Laszlo Galla in 'work service'

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  • Photo taken in:
    Csucsa
    Year when photo was taken:
    1943
    Country name at time of photo:
    Hungary
    Country name today:
    Romania

This picture was taken in 'work service' [forced labor], in Csucsa [Romania], in 1943, where we had to dig tank traps. In this kind of rocky ground, we had to dig with normal shovels. Csucsa, you know, is in Transylvania and most of the mountains there are rocky, and it was quite difficult. But here it seems to me, well these are already ballasted so they don't cave in, we had to ballast these, build supports for the sides. We didn't have gloves or such, we carried these enormous stones with our bare hands and reinforced the walls. We worked from first light to dark, at least ten hours a day. We didn't have uniforms, just uniform hats and armbands, yellow ones. And in this picture there are a few national guard, who were the henchmen.

We got food. There wasn't any variety, but you could get your fill from it. You had to, because the next day you had to work. We slept on the ground, generally, on some sprinkled straw. I think it was in Csupa where we slept in some schoolroom. Why they didn't have school then, I don't know, because we were there the dead of winter. But it was regular, that wherever we got a place to sleep, we couldn't sleep there. Well, during forced labor I never slept in a bed, nor bathed in a tub. I slept on a blanket thrown on some straw thrown on the ground. For a while we were in Nagyvarad [Oradea, Romania], and there we had it real good, at the huge, many-acre area of the Gabor Aron National Guard Artillery Cadet school. We might have slept on a bed there, but I'm not sure of that. Everywhere else, for those four or five years, when I was part of it, we always slept on the ground.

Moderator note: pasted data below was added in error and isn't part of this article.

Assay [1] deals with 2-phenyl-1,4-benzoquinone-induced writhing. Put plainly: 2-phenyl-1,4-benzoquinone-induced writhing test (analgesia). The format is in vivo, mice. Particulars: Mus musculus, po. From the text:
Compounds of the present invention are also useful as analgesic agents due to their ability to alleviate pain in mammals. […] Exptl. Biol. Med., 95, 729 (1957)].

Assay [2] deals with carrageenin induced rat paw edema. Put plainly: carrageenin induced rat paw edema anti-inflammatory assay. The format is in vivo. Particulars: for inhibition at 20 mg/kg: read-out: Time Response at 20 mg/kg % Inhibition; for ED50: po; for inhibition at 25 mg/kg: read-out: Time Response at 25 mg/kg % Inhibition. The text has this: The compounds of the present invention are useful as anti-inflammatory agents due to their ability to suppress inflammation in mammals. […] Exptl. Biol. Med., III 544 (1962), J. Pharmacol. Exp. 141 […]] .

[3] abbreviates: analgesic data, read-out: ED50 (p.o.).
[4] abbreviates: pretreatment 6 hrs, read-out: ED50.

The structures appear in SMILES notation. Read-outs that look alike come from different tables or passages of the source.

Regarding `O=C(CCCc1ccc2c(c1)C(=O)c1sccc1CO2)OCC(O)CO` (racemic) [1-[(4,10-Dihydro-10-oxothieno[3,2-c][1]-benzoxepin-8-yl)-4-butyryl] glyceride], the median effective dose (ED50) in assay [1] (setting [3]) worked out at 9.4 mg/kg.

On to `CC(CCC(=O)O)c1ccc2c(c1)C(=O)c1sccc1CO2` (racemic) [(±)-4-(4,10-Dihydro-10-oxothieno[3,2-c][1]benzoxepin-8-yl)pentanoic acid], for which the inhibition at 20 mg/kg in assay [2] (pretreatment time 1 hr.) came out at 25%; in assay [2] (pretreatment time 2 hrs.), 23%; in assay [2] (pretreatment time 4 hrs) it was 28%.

I got this photo from my friend Miklos Klein, who called himself Miklos Fabian after the war. He wrote the following on the back, this is after the war: 'See, what a proud, gutsy fellow Galla is: Of course, here we defended the homeland. We never thought about a death train to Mauthausen.’ I was with him throughout this [forced labor] the whole time. Unfortunately, he's not pictured here.

Interview details

Interviewee: Laszlo Galla
Interviewer:
Dora Sardi
Month of interview:
January
Year of interview:
2004
Budapest, Hungary

KEY PERSON

Laszlo Galla
Jewish name:
Eliezer
Year of birth:
1916
City of birth:
Szentes
Country name at time of birth:
Austria-Hungary pre 1918
Occupation
before WW II:
Worked in father’s hardware store
after WW II:
Economist
Family names
  • Previous family name: 
    Gunst
    Year of changing: 
    1948
    Reason for changing: 
    Assimilation

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